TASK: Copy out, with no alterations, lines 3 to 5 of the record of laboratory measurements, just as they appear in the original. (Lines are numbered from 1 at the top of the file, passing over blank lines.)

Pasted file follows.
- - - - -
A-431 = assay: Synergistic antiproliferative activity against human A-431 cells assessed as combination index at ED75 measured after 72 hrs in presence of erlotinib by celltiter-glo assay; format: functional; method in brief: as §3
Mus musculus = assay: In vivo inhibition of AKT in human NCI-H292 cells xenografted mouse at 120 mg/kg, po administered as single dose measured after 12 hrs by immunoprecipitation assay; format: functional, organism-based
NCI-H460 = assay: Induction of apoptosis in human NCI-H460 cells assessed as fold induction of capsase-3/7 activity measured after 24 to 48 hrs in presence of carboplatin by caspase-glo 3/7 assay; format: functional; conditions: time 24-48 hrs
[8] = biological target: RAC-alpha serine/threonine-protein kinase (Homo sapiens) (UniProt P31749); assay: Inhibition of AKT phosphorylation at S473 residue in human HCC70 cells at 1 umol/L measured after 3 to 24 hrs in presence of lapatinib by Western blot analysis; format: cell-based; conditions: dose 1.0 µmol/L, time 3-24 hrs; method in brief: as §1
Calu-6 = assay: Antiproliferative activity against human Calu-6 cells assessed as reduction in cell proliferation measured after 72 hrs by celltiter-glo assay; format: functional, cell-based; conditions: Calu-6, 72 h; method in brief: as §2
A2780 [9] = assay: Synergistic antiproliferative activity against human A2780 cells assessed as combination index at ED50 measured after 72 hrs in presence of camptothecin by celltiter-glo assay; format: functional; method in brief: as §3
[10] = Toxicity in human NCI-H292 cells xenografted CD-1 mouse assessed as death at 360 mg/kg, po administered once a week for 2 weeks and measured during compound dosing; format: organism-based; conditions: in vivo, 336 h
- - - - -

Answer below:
NCI-H460 = assay: Induction of apoptosis in human NCI-H460 cells assessed as fold induction of capsase-3/7 activity measured after 24 to 48 hrs in presence of carboplatin by caspase-glo 3/7 assay; format: functional; conditions: time 24-48 hrs
[8] = biological target: RAC-alpha serine/threonine-protein kinase (Homo sapiens) (UniProt P31749); assay: Inhibition of AKT phosphorylation at S473 residue in human HCC70 cells at 1 umol/L measured after 3 to 24 hrs in presence of lapatinib by Western blot analysis; format: cell-based; conditions: dose 1.0 µmol/L, time 3-24 hrs; method in brief: as §1
Calu-6 = assay: Antiproliferative activity against human Calu-6 cells assessed as reduction in cell proliferation measured after 72 hrs by celltiter-glo assay; format: functional, cell-based; conditions: Calu-6, 72 h; method in brief: as §2